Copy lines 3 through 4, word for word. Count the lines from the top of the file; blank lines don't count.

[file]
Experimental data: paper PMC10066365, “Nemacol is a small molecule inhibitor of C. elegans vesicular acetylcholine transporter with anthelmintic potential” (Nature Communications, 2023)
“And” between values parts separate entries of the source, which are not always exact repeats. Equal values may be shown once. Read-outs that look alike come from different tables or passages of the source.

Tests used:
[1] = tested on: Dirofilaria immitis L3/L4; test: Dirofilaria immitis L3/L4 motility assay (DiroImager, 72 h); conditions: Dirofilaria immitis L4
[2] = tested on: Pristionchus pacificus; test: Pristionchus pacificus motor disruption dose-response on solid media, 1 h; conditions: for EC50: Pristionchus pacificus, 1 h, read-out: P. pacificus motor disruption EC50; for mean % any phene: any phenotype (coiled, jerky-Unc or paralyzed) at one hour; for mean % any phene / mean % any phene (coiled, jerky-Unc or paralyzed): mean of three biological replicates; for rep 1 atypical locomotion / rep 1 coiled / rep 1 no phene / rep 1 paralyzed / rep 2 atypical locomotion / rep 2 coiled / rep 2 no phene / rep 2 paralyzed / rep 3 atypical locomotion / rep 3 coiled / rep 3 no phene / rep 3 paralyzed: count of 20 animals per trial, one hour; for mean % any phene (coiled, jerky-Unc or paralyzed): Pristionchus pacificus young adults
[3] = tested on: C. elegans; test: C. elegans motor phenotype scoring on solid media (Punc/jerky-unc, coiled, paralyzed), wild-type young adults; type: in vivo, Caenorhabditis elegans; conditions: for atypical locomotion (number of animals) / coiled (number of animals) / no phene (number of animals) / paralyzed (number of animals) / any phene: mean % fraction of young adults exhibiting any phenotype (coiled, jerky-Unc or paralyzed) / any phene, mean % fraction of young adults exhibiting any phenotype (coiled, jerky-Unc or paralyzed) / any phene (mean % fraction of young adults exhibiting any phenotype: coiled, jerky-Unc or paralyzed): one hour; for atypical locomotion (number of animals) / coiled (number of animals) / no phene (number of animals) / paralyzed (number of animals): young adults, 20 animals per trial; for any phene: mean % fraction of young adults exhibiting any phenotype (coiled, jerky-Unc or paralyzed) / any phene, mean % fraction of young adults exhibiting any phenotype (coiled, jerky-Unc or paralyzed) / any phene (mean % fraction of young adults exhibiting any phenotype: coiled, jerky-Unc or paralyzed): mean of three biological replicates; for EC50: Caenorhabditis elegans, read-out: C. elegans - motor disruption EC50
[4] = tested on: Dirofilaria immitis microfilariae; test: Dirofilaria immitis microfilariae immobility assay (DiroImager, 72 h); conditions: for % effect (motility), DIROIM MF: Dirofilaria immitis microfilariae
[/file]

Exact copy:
Tests used:
[1] = tested on: Dirofilaria immitis L3/L4; test: Dirofilaria immitis L3/L4 motility assay (DiroImager, 72 h); conditions: Dirofilaria immitis L4